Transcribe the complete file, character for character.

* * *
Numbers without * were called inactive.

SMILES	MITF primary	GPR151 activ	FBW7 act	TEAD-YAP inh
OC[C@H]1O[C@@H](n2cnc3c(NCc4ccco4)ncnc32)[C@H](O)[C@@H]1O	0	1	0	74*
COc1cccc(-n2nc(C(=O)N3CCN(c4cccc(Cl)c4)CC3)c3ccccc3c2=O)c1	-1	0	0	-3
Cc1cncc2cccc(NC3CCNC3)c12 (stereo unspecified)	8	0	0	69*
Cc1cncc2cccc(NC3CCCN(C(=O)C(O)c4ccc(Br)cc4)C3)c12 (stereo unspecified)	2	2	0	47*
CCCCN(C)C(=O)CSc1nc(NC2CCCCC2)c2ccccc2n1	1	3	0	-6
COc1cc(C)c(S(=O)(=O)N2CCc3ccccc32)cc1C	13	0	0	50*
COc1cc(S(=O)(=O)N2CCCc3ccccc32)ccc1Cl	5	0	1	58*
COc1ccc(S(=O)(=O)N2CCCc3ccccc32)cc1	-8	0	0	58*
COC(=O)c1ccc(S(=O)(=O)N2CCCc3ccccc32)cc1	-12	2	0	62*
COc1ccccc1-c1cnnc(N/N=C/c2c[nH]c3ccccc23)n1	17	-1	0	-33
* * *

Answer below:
Numbers without * were called inactive.

SMILES	MITF primary	GPR151 activ	FBW7 act	TEAD-YAP inh
OC[C@H]1O[C@@H](n2cnc3c(NCc4ccco4)ncnc32)[C@H](O)[C@@H]1O	0	1	0	74*
COc1cccc(-n2nc(C(=O)N3CCN(c4cccc(Cl)c4)CC3)c3ccccc3c2=O)c1	-1	0	0	-3
Cc1cncc2cccc(NC3CCNC3)c12 (stereo unspecified)	8	0	0	69*
Cc1cncc2cccc(NC3CCCN(C(=O)C(O)c4ccc(Br)cc4)C3)c12 (stereo unspecified)	2	2	0	47*
CCCCN(C)C(=O)CSc1nc(NC2CCCCC2)c2ccccc2n1	1	3	0	-6
COc1cc(C)c(S(=O)(=O)N2CCc3ccccc32)cc1C	13	0	0	50*
COc1cc(S(=O)(=O)N2CCCc3ccccc32)ccc1Cl	5	0	1	58*
COc1ccc(S(=O)(=O)N2CCCc3ccccc32)cc1	-8	0	0	58*
COC(=O)c1ccc(S(=O)(=O)N2CCCc3ccccc32)cc1	-12	2	0	62*
COc1ccccc1-c1cnnc(N/N=C/c2c[nH]c3ccccc23)n1	17	-1	0	-33